Morgan Stanley and FB

Who woulda thought?

major ethics violation >.>

Come on, it’s a rigged casino.

Why can’t we just put that disclaimer on this and stop pretending that the markets abide by rules and regulations.

The retail investor needs to be told straight up, “You have no business here, unless you are ok with losing.”

people should pay $38 for an IPO because they’ve calculated the fundamentals and know the stock is worth that, not because they think they’re going to be able to sell it for $48 when it starts trading

pigs get slaughtered

I don’t see a problem with this. If IPO goes down…doesn’t that mean MS got the best price? In the primary market, you’re a counterparty to the offering firm, they can’t be looking out in your best interests…

One thing I know with certainty after passing the CFA exams, watching the market daily for six years and researching hundreds of stocks is that any asset is only worth what other people will pay for it. That’s it. You can calculate any fundamental value you want, but the price someone is actually willing to pay to buy it off you is the only thing that matters when you try to sell it. Morgan Stanley did exactly their job – they maximized the price for their big client (you can argue the people they placed the stock with were their clients as well, but those clients are small and can be replaced, so they don’t hold the big stick in this transaction). Unless it can be proven that the filing documents were fraudulent based on inaccurate information in the disclosures, everyone needs to get their panties untwisted and move on. Unless fraud is shown, MS did absolutely nothing wrong. Is it unethical? Sure. But what have ethics ever had to do with the stock market? This is capitalism people, let’s be honest with ourselves.

Okay, THIS, if true, would be egregious. I’ve been saying for a long time that the global settlement is kaput, and this would seem to prove that (if true).

I totally agree. And I would extend that to many assets out in the real world.

It’s the only logical reason why people will spend $150M on a painting, or $2000 an ounce on gold

Yeah, there was something in the CFA Code of Ethics about this kind of thing. And yes, that’s an understatement.

nothing wrong with this at all…there are some guys even on here who was looking to get into FB…if you couldn’t decipher the problem than too bad…nobody made you want it…

Yeah, the facebook IPO was like KimK. It was kind of hot in that trashy way (HTB – you heard it here first), and you knew it was overpriced and that you were probably going to get raked over the coals, but some poor schmoe(s) still weren’t able to help themselves when given the opportunity to inject capital (or something else). Don’t be like Kris Humphries, you’re better than that.

The issue (as described in bromion’s link) is that MS allegedly shared material non-public information with some investors but not others. Price subjectivity is not really the cause of this controversy.

I think there are multiple controveries. The controversy really started on Monday when the stock was down (which was its own controversy because people felt bilked). The material non-public info has just come to light (to my knowledge at least) – that is a real issue, but everything else is just crying over spilled milk.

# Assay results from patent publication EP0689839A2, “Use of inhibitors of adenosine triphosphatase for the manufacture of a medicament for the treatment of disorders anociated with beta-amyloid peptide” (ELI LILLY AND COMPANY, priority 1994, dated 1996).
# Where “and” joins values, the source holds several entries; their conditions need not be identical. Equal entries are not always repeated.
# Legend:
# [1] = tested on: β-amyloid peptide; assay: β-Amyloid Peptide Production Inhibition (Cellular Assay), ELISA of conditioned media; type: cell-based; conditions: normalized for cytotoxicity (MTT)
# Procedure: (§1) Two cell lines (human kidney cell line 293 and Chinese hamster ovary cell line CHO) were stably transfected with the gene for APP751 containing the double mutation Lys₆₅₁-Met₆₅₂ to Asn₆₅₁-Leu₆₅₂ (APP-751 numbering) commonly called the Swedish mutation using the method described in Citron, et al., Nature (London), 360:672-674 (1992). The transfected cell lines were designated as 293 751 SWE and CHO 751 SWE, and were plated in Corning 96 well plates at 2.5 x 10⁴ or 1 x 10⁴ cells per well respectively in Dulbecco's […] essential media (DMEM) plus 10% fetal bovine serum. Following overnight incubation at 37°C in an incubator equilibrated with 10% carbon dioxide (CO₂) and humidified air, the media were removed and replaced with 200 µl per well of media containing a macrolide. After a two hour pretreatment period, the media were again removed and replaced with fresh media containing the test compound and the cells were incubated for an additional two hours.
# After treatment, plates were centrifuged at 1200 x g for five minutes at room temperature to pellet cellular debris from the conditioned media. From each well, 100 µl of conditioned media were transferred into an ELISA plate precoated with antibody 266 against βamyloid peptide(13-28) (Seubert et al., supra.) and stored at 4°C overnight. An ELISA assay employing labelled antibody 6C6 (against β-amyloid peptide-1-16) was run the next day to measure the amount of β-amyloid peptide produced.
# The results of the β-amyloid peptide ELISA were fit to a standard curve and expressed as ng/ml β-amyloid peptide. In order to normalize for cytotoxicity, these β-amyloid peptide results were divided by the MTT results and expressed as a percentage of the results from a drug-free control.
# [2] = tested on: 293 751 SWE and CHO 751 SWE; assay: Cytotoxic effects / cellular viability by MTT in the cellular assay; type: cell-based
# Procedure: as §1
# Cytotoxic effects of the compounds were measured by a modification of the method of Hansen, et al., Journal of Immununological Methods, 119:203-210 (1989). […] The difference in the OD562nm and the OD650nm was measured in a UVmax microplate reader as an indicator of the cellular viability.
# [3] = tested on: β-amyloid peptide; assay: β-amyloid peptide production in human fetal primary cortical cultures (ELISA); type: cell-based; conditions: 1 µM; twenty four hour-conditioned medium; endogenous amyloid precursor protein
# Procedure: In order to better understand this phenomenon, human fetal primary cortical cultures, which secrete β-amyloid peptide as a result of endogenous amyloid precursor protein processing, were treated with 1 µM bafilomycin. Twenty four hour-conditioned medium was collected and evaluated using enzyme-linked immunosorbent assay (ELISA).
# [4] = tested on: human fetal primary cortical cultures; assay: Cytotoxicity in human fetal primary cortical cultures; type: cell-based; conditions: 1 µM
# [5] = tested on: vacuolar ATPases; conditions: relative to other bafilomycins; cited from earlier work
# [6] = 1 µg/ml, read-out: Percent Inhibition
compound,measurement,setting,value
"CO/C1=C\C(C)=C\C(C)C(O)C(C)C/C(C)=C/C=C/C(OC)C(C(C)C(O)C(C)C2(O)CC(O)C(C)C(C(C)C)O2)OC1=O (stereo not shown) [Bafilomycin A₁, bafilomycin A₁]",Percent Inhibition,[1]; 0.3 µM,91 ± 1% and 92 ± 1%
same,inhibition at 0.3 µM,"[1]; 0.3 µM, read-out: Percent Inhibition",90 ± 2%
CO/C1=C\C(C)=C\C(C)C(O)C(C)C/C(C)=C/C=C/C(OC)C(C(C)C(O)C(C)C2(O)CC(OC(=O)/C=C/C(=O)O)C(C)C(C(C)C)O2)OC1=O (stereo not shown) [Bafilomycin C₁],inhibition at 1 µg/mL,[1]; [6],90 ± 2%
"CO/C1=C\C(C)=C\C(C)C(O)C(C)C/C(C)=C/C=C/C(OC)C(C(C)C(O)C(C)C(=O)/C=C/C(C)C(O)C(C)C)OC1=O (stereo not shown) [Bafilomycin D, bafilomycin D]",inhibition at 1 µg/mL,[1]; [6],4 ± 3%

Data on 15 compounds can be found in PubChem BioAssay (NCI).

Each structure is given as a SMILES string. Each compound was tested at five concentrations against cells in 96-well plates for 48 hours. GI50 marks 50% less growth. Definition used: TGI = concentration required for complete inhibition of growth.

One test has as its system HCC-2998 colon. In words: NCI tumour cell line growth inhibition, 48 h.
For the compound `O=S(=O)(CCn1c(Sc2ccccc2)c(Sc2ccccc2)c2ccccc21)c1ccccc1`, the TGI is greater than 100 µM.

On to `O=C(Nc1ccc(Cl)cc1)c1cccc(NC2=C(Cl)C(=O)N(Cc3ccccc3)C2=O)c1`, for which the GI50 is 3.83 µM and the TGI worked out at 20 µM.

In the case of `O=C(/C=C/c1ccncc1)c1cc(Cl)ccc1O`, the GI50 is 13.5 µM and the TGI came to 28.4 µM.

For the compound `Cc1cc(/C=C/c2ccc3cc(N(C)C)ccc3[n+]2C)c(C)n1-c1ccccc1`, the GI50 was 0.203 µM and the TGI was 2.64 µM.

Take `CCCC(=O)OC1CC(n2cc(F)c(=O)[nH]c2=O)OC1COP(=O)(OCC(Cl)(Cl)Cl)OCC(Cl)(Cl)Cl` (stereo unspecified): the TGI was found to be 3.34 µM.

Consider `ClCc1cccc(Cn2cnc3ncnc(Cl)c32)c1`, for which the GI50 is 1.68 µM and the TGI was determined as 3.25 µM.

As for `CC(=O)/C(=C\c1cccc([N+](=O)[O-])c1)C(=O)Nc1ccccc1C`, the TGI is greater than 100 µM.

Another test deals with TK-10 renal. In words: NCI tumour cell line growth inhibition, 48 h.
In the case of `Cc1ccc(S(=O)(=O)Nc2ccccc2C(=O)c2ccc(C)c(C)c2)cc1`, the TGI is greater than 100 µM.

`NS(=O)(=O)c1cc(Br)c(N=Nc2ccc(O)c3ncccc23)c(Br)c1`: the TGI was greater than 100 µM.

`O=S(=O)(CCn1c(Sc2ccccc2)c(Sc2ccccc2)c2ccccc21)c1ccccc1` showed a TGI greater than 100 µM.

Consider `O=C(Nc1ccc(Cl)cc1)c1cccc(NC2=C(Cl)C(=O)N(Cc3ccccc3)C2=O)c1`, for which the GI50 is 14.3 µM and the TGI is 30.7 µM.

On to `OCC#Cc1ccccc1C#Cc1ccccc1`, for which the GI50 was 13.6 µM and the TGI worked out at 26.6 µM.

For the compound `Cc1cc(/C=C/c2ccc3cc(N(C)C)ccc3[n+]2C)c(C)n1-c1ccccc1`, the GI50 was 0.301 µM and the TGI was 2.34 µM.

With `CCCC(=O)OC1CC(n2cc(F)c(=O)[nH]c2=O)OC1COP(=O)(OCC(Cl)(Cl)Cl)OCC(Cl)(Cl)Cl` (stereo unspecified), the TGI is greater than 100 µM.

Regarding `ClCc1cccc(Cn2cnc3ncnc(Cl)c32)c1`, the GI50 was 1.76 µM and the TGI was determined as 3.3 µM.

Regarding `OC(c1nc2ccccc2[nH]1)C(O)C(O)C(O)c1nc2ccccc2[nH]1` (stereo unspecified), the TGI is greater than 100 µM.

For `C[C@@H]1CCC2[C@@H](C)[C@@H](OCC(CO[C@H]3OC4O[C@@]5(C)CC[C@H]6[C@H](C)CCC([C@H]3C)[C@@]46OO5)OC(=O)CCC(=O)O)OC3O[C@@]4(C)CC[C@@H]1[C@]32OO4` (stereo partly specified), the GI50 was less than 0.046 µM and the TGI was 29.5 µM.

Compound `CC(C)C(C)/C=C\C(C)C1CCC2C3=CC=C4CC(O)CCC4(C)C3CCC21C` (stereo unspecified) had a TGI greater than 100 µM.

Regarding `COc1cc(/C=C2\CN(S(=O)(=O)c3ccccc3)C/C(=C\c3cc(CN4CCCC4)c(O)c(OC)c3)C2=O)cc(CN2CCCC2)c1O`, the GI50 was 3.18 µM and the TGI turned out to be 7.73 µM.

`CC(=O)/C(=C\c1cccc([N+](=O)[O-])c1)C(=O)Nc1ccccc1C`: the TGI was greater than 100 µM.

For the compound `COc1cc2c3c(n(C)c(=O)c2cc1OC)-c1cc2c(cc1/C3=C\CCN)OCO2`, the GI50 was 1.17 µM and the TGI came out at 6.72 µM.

bottom line is, somebody (anybody who bought the IPO) lost money and now are crying over it…

The morning of the IPO there was a discussion on one of the NPR stations about how it would take only the bravest investors to short FB. My initial reaction was that I certainly see myself doing that if I was a stock investor. FB is crap. The IPO was very well publicized, and that makes me think, “what kind of company would need all that kind of publicity for any product or service?” Empty barrels really make the most noise, remember Tax Masters?

I’ve never had anything to do with trading so I don’t know the regulatory issues if there are any with the FB IPO.

Regardless, MS’s job is to make as much money as they can for themselves and their client. And they did.

Their job isn’t to price the IPO 40% low so it opens 40% higher.

Maybe I’m just cynical but how could anyone who wasn’t an insider expect to make any money on this stock trading at 80x earnings (not a question).

blake is right…

Ahmen. MS’s job is not to underprice the IPO so everyone can jump in on the gravy train. I haven’t looked at the fundamentals, but initially, I have a hard time getting excited about this stock.

The issue here is the alleged insider trading, not the price of the stock.

Yes, and that’s what I was referring to in my post above, based on my reading of Bromion’s link.

If the story is true, then a few analysts were in possession of “material non-public information”. Any Level 1 candidate, much less a charterholder, should have read that phrase a few dozen or hundred times. Heck, I took Level 3 four years ago and that phrase is still printed on my brain. Someone correct me if I’m wrong, but wasn’t the CFA’s recommendation for the analyst in possession of such material non-public information to encourage the company to make it public? I think that’s how it went.

Anyway, yet another example of the CFA theory not meeting reality.